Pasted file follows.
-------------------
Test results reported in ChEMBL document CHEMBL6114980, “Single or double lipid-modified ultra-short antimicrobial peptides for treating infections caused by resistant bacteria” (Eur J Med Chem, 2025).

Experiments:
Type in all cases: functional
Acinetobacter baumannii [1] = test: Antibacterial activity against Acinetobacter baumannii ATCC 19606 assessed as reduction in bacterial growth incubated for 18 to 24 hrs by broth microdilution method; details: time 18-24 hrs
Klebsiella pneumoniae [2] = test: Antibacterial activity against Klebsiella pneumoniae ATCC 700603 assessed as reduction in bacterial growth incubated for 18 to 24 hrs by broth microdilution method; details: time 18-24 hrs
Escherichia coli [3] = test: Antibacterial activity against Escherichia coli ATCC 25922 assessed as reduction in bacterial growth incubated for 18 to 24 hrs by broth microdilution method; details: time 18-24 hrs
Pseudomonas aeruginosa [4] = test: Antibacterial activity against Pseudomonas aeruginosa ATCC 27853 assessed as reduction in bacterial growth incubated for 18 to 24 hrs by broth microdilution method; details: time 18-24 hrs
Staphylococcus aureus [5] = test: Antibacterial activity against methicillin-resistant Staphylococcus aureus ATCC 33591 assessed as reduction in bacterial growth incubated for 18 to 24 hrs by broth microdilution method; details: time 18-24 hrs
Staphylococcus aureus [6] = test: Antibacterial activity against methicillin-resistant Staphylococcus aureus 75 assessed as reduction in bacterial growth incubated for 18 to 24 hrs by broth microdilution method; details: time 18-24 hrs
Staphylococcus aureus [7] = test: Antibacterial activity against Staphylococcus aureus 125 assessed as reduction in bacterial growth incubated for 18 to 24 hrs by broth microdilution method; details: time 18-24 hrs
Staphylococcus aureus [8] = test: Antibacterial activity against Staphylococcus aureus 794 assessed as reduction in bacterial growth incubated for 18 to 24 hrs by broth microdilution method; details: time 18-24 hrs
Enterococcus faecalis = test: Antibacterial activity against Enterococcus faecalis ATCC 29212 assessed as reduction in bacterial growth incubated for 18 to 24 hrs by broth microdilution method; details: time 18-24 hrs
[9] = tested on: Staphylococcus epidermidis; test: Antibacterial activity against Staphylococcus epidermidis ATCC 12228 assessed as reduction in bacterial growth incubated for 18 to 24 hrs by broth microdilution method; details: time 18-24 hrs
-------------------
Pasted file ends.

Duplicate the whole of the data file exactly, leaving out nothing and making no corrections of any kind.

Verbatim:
Test results reported in ChEMBL document CHEMBL6114980, “Single or double lipid-modified ultra-short antimicrobial peptides for treating infections caused by resistant bacteria” (Eur J Med Chem, 2025).

Experiments:
Type in all cases: functional
Acinetobacter baumannii [1] = test: Antibacterial activity against Acinetobacter baumannii ATCC 19606 assessed as reduction in bacterial growth incubated for 18 to 24 hrs by broth microdilution method; details: time 18-24 hrs
Klebsiella pneumoniae [2] = test: Antibacterial activity against Klebsiella pneumoniae ATCC 700603 assessed as reduction in bacterial growth incubated for 18 to 24 hrs by broth microdilution method; details: time 18-24 hrs
Escherichia coli [3] = test: Antibacterial activity against Escherichia coli ATCC 25922 assessed as reduction in bacterial growth incubated for 18 to 24 hrs by broth microdilution method; details: time 18-24 hrs
Pseudomonas aeruginosa [4] = test: Antibacterial activity against Pseudomonas aeruginosa ATCC 27853 assessed as reduction in bacterial growth incubated for 18 to 24 hrs by broth microdilution method; details: time 18-24 hrs
Staphylococcus aureus [5] = test: Antibacterial activity against methicillin-resistant Staphylococcus aureus ATCC 33591 assessed as reduction in bacterial growth incubated for 18 to 24 hrs by broth microdilution method; details: time 18-24 hrs
Staphylococcus aureus [6] = test: Antibacterial activity against methicillin-resistant Staphylococcus aureus 75 assessed as reduction in bacterial growth incubated for 18 to 24 hrs by broth microdilution method; details: time 18-24 hrs
Staphylococcus aureus [7] = test: Antibacterial activity against Staphylococcus aureus 125 assessed as reduction in bacterial growth incubated for 18 to 24 hrs by broth microdilution method; details: time 18-24 hrs
Staphylococcus aureus [8] = test: Antibacterial activity against Staphylococcus aureus 794 assessed as reduction in bacterial growth incubated for 18 to 24 hrs by broth microdilution method; details: time 18-24 hrs
Enterococcus faecalis = test: Antibacterial activity against Enterococcus faecalis ATCC 29212 assessed as reduction in bacterial growth incubated for 18 to 24 hrs by broth microdilution method; details: time 18-24 hrs
[9] = tested on: Staphylococcus epidermidis; test: Antibacterial activity against Staphylococcus epidermidis ATCC 12228 assessed as reduction in bacterial growth incubated for 18 to 24 hrs by broth microdilution method; details: time 18-24 hrs